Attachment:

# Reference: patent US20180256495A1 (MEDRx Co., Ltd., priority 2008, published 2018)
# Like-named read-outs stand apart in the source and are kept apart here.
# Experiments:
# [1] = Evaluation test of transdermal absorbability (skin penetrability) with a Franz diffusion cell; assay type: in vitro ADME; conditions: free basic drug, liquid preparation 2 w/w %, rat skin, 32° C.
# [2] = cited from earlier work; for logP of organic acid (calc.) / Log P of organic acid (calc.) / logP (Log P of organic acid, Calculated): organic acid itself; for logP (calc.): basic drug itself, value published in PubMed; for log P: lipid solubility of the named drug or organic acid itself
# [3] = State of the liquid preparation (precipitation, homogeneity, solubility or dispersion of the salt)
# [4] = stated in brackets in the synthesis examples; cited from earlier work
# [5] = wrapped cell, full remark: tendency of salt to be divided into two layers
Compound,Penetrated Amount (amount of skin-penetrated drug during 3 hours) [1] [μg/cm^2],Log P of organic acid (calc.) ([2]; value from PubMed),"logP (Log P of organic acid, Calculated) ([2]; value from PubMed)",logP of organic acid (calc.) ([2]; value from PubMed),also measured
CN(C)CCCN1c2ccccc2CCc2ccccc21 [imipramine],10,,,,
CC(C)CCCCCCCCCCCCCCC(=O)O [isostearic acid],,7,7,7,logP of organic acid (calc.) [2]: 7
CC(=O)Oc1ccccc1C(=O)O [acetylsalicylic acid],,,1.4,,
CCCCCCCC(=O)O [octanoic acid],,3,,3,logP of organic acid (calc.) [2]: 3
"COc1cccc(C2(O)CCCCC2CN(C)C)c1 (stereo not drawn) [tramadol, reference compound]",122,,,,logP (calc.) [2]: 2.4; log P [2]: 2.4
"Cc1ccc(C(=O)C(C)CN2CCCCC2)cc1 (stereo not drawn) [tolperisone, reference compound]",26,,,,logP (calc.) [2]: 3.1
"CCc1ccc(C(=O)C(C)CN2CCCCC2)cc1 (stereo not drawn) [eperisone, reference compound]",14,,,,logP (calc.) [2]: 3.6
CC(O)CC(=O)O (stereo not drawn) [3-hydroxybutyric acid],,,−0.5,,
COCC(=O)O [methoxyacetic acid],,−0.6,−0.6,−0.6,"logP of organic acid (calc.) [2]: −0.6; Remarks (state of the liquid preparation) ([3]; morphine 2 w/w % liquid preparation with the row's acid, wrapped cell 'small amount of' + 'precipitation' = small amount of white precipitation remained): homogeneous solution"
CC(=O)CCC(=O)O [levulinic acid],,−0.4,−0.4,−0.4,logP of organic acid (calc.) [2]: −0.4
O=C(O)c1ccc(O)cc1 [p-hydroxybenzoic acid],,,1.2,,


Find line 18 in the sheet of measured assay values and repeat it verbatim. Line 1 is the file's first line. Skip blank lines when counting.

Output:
COCC(=O)O [methoxyacetic acid],,−0.6,−0.6,−0.6,"logP of organic acid (calc.) [2]: −0.6; Remarks (state of the liquid preparation) ([3]; morphine 2 w/w % liquid preparation with the row's acid, wrapped cell 'small amount of' + 'precipitation' = small amount of white precipitation remained): homogeneous solution"